Multidrug (MDR) and extensively drug resistant (XDR) Gram negative prosthetic joint infections (PJI): Role of surgery and impact of colistin administration.
An increasing number of prosthetic joints (arthroplasties) are being performed globally almost doubling within the last decade [1].Prosthetic joint infection (PJI) is one of the most devastating complications with rates ranging between 1-2 % and is associated with substantial patient morbidity and cost of treatment. [2-4]. Treatment of PJI is highly challenging as more than one surgical intervention and long-term antibiotic treatment are often required [4,5]. Although Gram positive bacteria (mostly Staphylococci) account for 60-80% of causative agents, Gram negative bacteria (GNB) are also detected in the context of mono- ...
Source: International Journal of Antimicrobial Agents - November 2, 2018 Category: Drugs & Pharmacology Authors: Antonios Papadopoulos, Alba Ribera, Andreas Mavrogenis, Dolors Rodriguez-Pardo, Eric Bonnet, Mauro Jos é Salles, María Dolores del Toro, Sophie Nguyen, Antonio Blanco García, Gábor Skaliczki, Alejandro Soriano, Natividad Benito, Sabine Petersdorf, Mar Source Type: research

The PER extended-spectrum beta-lactamases originate from Pararheinheimera sp.
Enzymes belonging to the PER family of extended spectrum beta-lactamases (ESBLs) confer resistance to cephalosporins, penicillins and aztreonam, but are inhibited by clavulanic acid, tazobactam and sulbactam [1]. Since the discovery of PER-1 in 1993, seven new variants (PER-2 to PER-8) have been described in the literature. They can be divided into two distinct groups based on their similarity to PER-1. Whereas PER-3, 4, 5, 7 and 8 share 98-99% amino acid identity with PER-1, the amino acid sequences of PER-2 and 6 are only 86% similar to that of PER-1. (Source: International Journal of Antimicrobial Agents)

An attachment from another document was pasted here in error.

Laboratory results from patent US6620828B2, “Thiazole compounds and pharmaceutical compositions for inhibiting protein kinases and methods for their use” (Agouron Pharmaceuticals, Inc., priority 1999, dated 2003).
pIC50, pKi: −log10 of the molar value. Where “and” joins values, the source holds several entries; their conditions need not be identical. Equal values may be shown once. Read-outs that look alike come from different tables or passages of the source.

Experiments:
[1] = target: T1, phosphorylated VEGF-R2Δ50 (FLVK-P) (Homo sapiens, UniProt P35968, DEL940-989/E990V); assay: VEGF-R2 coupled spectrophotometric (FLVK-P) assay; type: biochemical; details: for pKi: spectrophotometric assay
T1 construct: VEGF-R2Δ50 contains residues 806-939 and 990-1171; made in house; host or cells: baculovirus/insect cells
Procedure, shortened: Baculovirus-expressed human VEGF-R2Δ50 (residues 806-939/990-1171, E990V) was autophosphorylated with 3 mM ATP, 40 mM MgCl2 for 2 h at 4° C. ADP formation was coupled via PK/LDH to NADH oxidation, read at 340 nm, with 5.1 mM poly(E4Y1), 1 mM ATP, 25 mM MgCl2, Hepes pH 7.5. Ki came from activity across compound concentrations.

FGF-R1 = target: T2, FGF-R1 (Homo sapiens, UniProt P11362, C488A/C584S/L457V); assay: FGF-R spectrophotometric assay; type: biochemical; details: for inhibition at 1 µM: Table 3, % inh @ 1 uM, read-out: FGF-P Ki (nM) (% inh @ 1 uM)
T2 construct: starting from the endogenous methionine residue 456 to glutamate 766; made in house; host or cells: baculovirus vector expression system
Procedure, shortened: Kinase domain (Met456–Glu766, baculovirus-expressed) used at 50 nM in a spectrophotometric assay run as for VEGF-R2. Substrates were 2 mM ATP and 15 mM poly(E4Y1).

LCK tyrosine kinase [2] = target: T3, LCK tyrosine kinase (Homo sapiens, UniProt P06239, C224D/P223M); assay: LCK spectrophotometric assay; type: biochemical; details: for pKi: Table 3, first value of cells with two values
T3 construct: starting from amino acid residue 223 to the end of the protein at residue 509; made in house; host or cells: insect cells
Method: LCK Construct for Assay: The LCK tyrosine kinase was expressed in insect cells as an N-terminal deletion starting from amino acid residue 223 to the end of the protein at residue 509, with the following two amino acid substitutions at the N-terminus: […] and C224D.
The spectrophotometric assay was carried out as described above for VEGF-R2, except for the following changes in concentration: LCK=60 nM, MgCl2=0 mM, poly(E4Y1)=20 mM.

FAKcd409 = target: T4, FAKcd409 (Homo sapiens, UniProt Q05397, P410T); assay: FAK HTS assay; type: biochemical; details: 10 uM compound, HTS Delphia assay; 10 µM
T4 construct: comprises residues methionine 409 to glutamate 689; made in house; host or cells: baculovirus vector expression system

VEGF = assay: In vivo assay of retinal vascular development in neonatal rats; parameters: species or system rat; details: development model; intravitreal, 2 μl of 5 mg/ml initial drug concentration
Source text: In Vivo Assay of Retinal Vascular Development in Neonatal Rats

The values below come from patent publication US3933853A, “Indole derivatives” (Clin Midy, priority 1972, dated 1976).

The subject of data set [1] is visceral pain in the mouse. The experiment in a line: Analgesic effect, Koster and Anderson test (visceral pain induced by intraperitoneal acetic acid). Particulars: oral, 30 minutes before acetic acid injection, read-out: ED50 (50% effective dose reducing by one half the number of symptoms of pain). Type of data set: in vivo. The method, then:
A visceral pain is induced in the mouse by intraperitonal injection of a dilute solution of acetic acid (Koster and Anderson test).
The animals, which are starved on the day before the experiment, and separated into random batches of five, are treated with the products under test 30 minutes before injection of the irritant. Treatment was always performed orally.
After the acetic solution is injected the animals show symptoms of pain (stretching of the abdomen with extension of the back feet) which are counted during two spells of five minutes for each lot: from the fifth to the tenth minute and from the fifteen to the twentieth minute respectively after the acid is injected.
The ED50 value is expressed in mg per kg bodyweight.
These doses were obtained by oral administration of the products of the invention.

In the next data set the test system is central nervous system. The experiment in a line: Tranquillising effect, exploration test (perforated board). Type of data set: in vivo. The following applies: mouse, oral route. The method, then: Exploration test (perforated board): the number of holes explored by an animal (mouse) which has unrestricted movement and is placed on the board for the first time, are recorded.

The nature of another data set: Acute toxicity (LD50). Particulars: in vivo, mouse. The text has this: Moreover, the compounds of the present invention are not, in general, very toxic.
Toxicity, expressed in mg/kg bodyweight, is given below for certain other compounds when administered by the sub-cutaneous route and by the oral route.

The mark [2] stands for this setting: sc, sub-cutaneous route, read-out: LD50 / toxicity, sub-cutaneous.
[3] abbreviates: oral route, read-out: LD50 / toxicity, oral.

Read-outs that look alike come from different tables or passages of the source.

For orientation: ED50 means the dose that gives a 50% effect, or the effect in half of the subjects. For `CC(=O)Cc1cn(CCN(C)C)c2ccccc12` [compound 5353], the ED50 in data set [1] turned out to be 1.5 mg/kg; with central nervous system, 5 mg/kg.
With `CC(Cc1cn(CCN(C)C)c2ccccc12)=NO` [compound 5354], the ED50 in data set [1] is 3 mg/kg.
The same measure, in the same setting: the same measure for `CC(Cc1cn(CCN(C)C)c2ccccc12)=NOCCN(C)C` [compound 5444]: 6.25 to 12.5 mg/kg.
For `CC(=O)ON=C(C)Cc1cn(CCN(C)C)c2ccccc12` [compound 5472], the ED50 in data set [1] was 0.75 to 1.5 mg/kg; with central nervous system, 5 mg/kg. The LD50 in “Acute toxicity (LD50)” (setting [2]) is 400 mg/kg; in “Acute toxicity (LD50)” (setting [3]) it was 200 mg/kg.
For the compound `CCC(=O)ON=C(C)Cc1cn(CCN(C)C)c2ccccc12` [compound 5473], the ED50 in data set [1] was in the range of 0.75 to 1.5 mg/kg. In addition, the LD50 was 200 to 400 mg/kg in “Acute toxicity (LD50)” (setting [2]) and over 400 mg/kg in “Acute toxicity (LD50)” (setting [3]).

Source: International Journal of Antimicrobial Agents - November 2, 2018 Category: Drugs & Pharmacology Authors: Stefan Ebmeyer, Erik Kristiansson, D. G. Joakim Larsson Source Type: research

Managing Invasive Aspergillosis in haematological patients in the era of resistance PCR and increasing triazole resistance: a modelling study of different strategies
Invasive Aspergillosis (IA) is an opportunistic fungal infection with rising incidence among various patient populations. Patients treated for haematological malignancy with intensive chemotherapy or hematopoietic stem cell transplantation (HSCT) are the population with the highest risk of developing IA and often receive antifungal chemoprophylaxis throughout treatment. Despite the use of chemoprophylaxis, incidence rates in this population remain substantial and IA continues to cause significant morbidity and mortality [1]. (Source: International Journal of Antimicrobial Agents)